Monday, May 4, 2015

The Joy of Finding What You’ve Lost

Few things are worse than losing something important.

Do you know why things you’ve lost or misplaced are always in the last place you look? Because after you find them, you stop looking. (No one has ever accused me of failing to recognize the obvious!) But what about losing something important and feeling much relief when you looked in that “last place,” and there it was?

We’ve all those moments: Being in a hurry to leave, wondering where the car keys are. Planning to go food shopping and unable to find the grocery list. Being all dressed for the concert when a panicky thought sets in: “Where are the tickets?”

Once I’d planned to use a quote from magazine article in a column, but lost the article. It was before the Internet (can you remember back that far?), so I couldn’t retrieve it online. I managed to obtain a photocopy of the piece. Then I lost it again! (Sometimes I think some black hole swallows up some of the stuff we misplace, along with the occasional odd sock.)

A sense of loss seems most acute when what we’re seeking has considerable value: an expensive piece of jewelry, a wallet, or a book that has meant a lot to us. Losing keepsakes can be particularly troubling, being irreplaceable. Maybe a cherished old family photo. A unique gift received from a loved one that holds much sentimental value. Or perhaps a special letter or note that arrived when greatly needed.

Interestingly, Jesus talked about keepsakes and the agony of losing them. In Luke 15, He talked about a shepherd who had 100 sheep and left them to seek one that had strayed. Next He cited a woman who lost one of her 10 silver coins. She searched until she found it, then threw a party. Finally He told about the lost son, a parable known as “the Prodigal Son.”

In the parable of the son, a wealthy father yields to a son’s demand to be given his portion of the inheritance. Since his father was living, essentially the son was implying, “I wish you were dead, so I could have your money.”

The wayward son leaves town, squanders the considerable fortune he had received, survives in squalor for a time, and then decides to return home, humble himself before his father and hope he’d hire him as a servant.

Instead, as the son approaches in the distance, the father spots him. Despite the circumstances of his son’s departure, he rushes to him and offers a warm, welcoming embrace. And then throws an impromptu feast to celebrate the long-awaited return.

Some people might regard these stories as sentiments about the happy moment of recovering things lost. But in them Jesus gives His followers a glimpse of the heart of God. Because in the Lord’s sight, most of us – if not all – are or have been prodigals, wandering away and pursuing our own desires. “We all, like sheep, have gone astray, each of us has turned to his own way; and the Lord has laid on him (Jesus) the iniquity of us all” (Isaiah 53:6).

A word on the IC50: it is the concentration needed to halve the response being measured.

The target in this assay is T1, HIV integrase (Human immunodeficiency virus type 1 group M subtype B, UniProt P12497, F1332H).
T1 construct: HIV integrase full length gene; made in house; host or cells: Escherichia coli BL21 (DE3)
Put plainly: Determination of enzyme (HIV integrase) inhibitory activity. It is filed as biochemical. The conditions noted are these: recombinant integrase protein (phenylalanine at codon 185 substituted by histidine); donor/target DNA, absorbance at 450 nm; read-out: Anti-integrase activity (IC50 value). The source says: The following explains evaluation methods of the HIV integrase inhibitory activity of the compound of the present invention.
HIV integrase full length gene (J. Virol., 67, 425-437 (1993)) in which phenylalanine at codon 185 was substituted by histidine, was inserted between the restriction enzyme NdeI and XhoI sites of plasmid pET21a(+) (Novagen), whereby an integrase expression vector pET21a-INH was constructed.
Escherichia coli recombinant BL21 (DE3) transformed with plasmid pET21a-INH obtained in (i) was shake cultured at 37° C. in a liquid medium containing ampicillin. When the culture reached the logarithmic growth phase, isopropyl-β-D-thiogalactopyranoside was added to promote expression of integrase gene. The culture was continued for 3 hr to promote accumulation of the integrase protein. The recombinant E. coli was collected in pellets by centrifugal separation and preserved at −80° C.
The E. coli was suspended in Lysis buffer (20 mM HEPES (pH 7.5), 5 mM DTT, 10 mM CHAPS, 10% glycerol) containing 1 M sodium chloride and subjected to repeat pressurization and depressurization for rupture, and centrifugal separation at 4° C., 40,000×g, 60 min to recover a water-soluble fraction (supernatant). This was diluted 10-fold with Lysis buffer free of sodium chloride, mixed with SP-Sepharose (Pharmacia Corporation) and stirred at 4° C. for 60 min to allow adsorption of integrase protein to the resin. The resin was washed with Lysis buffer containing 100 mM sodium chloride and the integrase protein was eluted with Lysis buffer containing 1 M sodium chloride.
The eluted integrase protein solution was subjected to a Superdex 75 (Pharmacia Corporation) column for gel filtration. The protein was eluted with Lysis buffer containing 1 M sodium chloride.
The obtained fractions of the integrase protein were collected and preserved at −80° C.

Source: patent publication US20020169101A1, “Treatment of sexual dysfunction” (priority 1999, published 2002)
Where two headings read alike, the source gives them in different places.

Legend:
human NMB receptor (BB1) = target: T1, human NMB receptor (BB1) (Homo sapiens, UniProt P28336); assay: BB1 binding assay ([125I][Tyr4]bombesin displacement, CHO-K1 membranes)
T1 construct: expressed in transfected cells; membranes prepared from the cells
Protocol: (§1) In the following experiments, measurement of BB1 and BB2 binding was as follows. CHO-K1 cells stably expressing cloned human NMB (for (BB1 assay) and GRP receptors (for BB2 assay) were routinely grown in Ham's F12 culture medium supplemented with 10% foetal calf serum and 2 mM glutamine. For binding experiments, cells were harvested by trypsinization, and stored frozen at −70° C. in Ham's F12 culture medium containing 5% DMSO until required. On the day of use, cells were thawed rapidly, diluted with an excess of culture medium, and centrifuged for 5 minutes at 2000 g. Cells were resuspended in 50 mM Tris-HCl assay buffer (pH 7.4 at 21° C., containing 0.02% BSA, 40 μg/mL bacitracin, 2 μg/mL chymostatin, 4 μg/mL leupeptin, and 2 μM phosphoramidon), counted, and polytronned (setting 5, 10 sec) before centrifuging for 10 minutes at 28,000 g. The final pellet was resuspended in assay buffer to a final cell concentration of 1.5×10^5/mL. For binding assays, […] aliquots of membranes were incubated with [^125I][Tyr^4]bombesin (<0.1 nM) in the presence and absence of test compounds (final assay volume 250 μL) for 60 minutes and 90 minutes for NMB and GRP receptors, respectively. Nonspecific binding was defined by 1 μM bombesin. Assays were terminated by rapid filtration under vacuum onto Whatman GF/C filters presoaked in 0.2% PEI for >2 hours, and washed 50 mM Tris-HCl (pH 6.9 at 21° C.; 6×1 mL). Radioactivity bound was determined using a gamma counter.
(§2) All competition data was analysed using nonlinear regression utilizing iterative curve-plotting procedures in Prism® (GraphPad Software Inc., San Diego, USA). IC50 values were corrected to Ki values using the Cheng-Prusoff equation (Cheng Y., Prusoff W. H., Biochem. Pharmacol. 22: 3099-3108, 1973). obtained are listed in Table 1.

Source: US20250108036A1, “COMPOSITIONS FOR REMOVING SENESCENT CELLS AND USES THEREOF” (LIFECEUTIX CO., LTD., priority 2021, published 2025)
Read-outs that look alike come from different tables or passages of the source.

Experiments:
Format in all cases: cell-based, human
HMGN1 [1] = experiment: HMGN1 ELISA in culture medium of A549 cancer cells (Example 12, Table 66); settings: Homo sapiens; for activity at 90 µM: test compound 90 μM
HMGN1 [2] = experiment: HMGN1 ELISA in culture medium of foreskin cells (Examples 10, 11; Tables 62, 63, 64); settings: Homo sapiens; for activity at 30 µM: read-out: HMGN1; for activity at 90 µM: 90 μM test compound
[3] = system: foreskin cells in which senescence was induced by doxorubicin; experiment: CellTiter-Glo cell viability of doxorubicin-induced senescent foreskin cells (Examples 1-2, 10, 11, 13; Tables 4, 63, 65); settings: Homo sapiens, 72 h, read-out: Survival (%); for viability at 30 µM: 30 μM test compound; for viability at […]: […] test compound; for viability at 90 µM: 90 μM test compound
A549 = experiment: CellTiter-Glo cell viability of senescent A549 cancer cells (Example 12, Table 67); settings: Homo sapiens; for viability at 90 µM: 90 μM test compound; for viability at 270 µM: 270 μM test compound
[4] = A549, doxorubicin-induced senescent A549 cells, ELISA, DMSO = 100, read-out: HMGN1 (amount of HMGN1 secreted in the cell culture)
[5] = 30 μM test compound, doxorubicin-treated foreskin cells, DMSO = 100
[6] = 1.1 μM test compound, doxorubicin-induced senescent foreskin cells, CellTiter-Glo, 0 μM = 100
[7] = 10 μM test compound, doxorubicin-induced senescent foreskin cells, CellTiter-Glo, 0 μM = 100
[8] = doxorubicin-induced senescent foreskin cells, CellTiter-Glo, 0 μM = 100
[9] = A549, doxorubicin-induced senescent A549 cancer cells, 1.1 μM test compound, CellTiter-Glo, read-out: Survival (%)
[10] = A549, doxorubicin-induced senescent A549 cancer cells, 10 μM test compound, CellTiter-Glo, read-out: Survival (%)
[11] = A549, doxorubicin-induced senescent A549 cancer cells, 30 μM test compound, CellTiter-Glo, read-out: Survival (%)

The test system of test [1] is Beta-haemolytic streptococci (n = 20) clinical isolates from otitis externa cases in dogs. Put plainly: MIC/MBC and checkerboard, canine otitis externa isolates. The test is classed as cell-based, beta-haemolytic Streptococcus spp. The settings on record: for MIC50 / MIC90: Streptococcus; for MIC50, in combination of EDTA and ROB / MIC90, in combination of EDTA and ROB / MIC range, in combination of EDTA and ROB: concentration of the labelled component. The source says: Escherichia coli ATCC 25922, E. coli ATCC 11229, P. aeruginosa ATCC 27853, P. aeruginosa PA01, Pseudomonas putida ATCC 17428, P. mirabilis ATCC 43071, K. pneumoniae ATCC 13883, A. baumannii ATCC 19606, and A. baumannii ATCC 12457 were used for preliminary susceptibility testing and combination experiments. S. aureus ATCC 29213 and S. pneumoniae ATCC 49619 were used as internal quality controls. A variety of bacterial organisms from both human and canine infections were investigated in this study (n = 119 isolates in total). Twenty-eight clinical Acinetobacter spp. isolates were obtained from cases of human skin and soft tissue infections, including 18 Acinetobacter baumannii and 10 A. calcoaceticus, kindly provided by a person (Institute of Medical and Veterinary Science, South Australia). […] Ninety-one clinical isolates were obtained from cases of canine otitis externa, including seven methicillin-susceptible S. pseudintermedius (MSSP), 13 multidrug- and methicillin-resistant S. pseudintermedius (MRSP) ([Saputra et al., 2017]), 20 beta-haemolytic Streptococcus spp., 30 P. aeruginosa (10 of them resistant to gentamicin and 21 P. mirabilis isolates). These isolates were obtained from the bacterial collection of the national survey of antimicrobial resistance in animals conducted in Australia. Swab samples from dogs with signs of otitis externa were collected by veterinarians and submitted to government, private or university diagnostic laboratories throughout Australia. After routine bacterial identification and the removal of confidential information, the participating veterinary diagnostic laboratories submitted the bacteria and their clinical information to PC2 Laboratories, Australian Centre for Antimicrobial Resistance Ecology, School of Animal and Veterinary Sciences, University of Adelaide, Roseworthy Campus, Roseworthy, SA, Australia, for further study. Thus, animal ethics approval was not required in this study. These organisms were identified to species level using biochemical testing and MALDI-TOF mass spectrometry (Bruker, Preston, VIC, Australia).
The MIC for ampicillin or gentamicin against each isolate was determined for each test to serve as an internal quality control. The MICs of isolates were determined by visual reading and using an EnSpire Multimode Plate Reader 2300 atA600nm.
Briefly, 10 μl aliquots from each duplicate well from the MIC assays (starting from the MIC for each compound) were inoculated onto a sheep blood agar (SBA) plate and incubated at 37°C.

Most of all, these stories present God as a seeker. He eagerly and persistently seeks us, even when we have no interest in being found by Him.

The shepherd could have concluded, “I’ve still got 99 sheep. That one’s more trouble than it’s worth, anyway.” But he didn’t. The woman still had nine coins, but was relentless until she clutched the 10th coin in her hand – and then wanted to share the good news with her friends. And the father, despite the great emotional pain his rebellious son’s departure must have inflicted, didn’t wait with arms folded, telling his son upon his return, “Well, I suppose you’ve seen the light. Now you want me to act as if nothing happened?”

No, the father was overjoyed by the son's return. In fact, he couldn’t wait for his arrival. He ran to him, hugged and kissed him, and immediately made him guest of honor for a very special shindig.

We sometimes hear of people making a “decision for Christ,” or “committing my life to Jesus.” And this is legitimate. Jeremiah 29:13 states, “You will seek me and find me when you seek me with all your heart.” But the Scriptures clearly show even when we want nothing to do with God, He diligently seeks us.

When tax collector Zacchaeus turned from his past life to follow Christ, Jesus responded, “For the Son of Man came to seek and to save what was lost” (Luke 19:10). At the conclusion of His story of the shepherd hunting for the lost sheep, He said, “In the same way your Father in heaven is not willing that any of these little ones should be lost” (Matthew 18:14).

At the core, these are stories of mercy and grace, truths we can embrace ourselves. Often we don’t want to find God – He’s the last place we want to look. Like the prodigal son, we deserve to be disowned by God, but He doesn’t do it. We certainly don’t deserve His unconditional love and acceptance, but He gives them still. What could be better news than that?

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